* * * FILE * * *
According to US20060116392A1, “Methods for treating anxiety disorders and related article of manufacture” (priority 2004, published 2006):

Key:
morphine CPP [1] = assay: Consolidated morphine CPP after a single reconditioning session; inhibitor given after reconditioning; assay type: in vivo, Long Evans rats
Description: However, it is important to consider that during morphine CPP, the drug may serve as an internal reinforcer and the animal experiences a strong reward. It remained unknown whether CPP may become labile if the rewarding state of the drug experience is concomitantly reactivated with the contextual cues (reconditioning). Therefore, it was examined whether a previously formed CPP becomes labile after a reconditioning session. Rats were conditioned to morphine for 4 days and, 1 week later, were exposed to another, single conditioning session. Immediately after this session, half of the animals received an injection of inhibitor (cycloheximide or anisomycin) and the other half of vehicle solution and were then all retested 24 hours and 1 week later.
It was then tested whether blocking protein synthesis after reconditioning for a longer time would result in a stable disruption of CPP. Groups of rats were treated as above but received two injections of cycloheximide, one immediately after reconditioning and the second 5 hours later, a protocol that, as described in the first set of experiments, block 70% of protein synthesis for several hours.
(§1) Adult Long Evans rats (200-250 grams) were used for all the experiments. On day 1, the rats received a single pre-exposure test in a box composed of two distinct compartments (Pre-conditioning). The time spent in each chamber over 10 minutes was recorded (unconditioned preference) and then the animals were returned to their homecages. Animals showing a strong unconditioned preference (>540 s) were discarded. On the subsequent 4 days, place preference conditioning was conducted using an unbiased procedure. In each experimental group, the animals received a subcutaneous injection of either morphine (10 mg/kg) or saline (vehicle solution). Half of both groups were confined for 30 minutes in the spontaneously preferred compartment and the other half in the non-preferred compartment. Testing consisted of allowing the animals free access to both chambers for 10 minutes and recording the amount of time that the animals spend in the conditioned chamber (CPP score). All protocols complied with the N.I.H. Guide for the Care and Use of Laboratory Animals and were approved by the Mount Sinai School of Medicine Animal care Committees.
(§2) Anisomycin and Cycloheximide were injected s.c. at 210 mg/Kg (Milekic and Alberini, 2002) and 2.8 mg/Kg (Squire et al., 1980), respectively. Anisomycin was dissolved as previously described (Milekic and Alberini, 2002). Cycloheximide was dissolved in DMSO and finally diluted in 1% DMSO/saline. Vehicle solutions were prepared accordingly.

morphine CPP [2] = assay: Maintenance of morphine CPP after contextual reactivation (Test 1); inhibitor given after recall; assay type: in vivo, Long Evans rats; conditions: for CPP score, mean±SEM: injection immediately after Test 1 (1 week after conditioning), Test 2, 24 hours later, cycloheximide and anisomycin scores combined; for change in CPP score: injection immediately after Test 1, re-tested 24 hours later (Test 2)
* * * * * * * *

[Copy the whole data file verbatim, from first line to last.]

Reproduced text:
According to US20060116392A1, “Methods for treating anxiety disorders and related article of manufacture” (priority 2004, published 2006):

Key:
morphine CPP [1] = assay: Consolidated morphine CPP after a single reconditioning session; inhibitor given after reconditioning; assay type: in vivo, Long Evans rats
Description: However, it is important to consider that during morphine CPP, the drug may serve as an internal reinforcer and the animal experiences a strong reward. It remained unknown whether CPP may become labile if the rewarding state of the drug experience is concomitantly reactivated with the contextual cues (reconditioning). Therefore, it was examined whether a previously formed CPP becomes labile after a reconditioning session. Rats were conditioned to morphine for 4 days and, 1 week later, were exposed to another, single conditioning session. Immediately after this session, half of the animals received an injection of inhibitor (cycloheximide or anisomycin) and the other half of vehicle solution and were then all retested 24 hours and 1 week later.
It was then tested whether blocking protein synthesis after reconditioning for a longer time would result in a stable disruption of CPP. Groups of rats were treated as above but received two injections of cycloheximide, one immediately after reconditioning and the second 5 hours later, a protocol that, as described in the first set of experiments, block 70% of protein synthesis for several hours.
(§1) Adult Long Evans rats (200-250 grams) were used for all the experiments. On day 1, the rats received a single pre-exposure test in a box composed of two distinct compartments (Pre-conditioning). The time spent in each chamber over 10 minutes was recorded (unconditioned preference) and then the animals were returned to their homecages. Animals showing a strong unconditioned preference (>540 s) were discarded. On the subsequent 4 days, place preference conditioning was conducted using an unbiased procedure. In each experimental group, the animals received a subcutaneous injection of either morphine (10 mg/kg) or saline (vehicle solution). Half of both groups were confined for 30 minutes in the spontaneously preferred compartment and the other half in the non-preferred compartment. Testing consisted of allowing the animals free access to both chambers for 10 minutes and recording the amount of time that the animals spend in the conditioned chamber (CPP score). All protocols complied with the N.I.H. Guide for the Care and Use of Laboratory Animals and were approved by the Mount Sinai School of Medicine Animal care Committees.
(§2) Anisomycin and Cycloheximide were injected s.c. at 210 mg/Kg (Milekic and Alberini, 2002) and 2.8 mg/Kg (Squire et al., 1980), respectively. Anisomycin was dissolved as previously described (Milekic and Alberini, 2002). Cycloheximide was dissolved in DMSO and finally diluted in 1% DMSO/saline. Vehicle solutions were prepared accordingly.

morphine CPP [2] = assay: Maintenance of morphine CPP after contextual reactivation (Test 1); inhibitor given after recall; assay type: in vivo, Long Evans rats; conditions: for CPP score, mean±SEM: injection immediately after Test 1 (1 week after conditioning), Test 2, 24 hours later, cycloheximide and anisomycin scores combined; for change in CPP score: injection immediately after Test 1, re-tested 24 hours later (Test 2)